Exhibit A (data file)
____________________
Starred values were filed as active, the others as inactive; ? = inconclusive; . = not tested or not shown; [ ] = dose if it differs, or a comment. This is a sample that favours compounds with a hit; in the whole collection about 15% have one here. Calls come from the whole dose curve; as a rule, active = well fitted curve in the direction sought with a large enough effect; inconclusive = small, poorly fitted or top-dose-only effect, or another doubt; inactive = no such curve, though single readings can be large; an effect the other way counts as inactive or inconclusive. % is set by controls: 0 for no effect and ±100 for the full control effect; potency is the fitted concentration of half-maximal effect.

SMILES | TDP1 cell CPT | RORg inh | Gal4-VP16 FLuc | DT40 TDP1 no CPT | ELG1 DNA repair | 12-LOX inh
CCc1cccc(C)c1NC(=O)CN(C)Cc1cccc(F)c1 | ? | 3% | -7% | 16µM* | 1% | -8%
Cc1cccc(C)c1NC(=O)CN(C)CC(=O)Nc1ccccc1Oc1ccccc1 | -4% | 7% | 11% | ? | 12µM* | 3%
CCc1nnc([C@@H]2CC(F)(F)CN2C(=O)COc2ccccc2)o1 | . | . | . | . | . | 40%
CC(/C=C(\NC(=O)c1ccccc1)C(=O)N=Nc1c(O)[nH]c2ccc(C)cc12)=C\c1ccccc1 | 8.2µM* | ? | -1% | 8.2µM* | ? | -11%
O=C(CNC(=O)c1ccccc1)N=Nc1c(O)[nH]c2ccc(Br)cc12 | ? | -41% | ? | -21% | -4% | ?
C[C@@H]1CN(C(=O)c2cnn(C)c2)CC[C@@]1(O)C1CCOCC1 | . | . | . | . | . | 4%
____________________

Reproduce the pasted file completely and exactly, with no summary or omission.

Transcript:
Starred values were filed as active, the others as inactive; ? = inconclusive; . = not tested or not shown; [ ] = dose if it differs, or a comment. This is a sample that favours compounds with a hit; in the whole collection about 15% have one here. Calls come from the whole dose curve; as a rule, active = well fitted curve in the direction sought with a large enough effect; inconclusive = small, poorly fitted or top-dose-only effect, or another doubt; inactive = no such curve, though single readings can be large; an effect the other way counts as inactive or inconclusive. % is set by controls: 0 for no effect and ±100 for the full control effect; potency is the fitted concentration of half-maximal effect.

SMILES | TDP1 cell CPT | RORg inh | Gal4-VP16 FLuc | DT40 TDP1 no CPT | ELG1 DNA repair | 12-LOX inh
CCc1cccc(C)c1NC(=O)CN(C)Cc1cccc(F)c1 | ? | 3% | -7% | 16µM* | 1% | -8%
Cc1cccc(C)c1NC(=O)CN(C)CC(=O)Nc1ccccc1Oc1ccccc1 | -4% | 7% | 11% | ? | 12µM* | 3%
CCc1nnc([C@@H]2CC(F)(F)CN2C(=O)COc2ccccc2)o1 | . | . | . | . | . | 40%
CC(/C=C(\NC(=O)c1ccccc1)C(=O)N=Nc1c(O)[nH]c2ccc(C)cc12)=C\c1ccccc1 | 8.2µM* | ? | -1% | 8.2µM* | ? | -11%
O=C(CNC(=O)c1ccccc1)N=Nc1c(O)[nH]c2ccc(Br)cc12 | ? | -41% | ? | -21% | -4% | ?
C[C@@H]1CN(C(=O)c2cnn(C)c2)CC[C@@]1(O)C1CCOCC1 | . | . | . | . | . | 4%